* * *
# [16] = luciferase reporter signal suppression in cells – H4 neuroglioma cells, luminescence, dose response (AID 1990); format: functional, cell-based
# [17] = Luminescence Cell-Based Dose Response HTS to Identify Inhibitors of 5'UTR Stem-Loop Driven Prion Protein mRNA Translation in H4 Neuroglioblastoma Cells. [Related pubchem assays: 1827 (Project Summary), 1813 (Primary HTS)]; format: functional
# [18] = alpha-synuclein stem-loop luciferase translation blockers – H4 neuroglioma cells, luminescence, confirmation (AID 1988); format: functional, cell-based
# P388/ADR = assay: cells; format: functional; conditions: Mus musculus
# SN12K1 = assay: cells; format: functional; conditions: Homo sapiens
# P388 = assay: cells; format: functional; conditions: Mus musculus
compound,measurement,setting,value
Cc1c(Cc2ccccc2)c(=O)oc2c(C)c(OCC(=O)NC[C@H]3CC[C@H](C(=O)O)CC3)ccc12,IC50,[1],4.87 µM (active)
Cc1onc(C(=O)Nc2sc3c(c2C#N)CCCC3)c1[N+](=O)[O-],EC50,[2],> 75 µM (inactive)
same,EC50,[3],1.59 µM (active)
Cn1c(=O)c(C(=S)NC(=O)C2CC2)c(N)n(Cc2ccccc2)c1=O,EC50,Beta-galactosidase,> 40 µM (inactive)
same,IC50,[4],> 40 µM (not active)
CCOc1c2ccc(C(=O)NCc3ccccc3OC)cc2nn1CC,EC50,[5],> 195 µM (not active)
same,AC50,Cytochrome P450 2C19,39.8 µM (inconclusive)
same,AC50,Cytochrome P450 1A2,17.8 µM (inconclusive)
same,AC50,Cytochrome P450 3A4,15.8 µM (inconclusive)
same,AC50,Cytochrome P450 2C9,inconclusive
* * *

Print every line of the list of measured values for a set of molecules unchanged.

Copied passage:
# [16] = luciferase reporter signal suppression in cells – H4 neuroglioma cells, luminescence, dose response (AID 1990); format: functional, cell-based
# [17] = Luminescence Cell-Based Dose Response HTS to Identify Inhibitors of 5'UTR Stem-Loop Driven Prion Protein mRNA Translation in H4 Neuroglioblastoma Cells. [Related pubchem assays: 1827 (Project Summary), 1813 (Primary HTS)]; format: functional
# [18] = alpha-synuclein stem-loop luciferase translation blockers – H4 neuroglioma cells, luminescence, confirmation (AID 1988); format: functional, cell-based
# P388/ADR = assay: cells; format: functional; conditions: Mus musculus
# SN12K1 = assay: cells; format: functional; conditions: Homo sapiens
# P388 = assay: cells; format: functional; conditions: Mus musculus
compound,measurement,setting,value
Cc1c(Cc2ccccc2)c(=O)oc2c(C)c(OCC(=O)NC[C@H]3CC[C@H](C(=O)O)CC3)ccc12,IC50,[1],4.87 µM (active)
Cc1onc(C(=O)Nc2sc3c(c2C#N)CCCC3)c1[N+](=O)[O-],EC50,[2],> 75 µM (inactive)
same,EC50,[3],1.59 µM (active)
Cn1c(=O)c(C(=S)NC(=O)C2CC2)c(N)n(Cc2ccccc2)c1=O,EC50,Beta-galactosidase,> 40 µM (inactive)
same,IC50,[4],> 40 µM (not active)
CCOc1c2ccc(C(=O)NCc3ccccc3OC)cc2nn1CC,EC50,[5],> 195 µM (not active)
same,AC50,Cytochrome P450 2C19,39.8 µM (inconclusive)
same,AC50,Cytochrome P450 1A2,17.8 µM (inconclusive)
same,AC50,Cytochrome P450 3A4,15.8 µM (inconclusive)
same,AC50,Cytochrome P450 2C9,inconclusive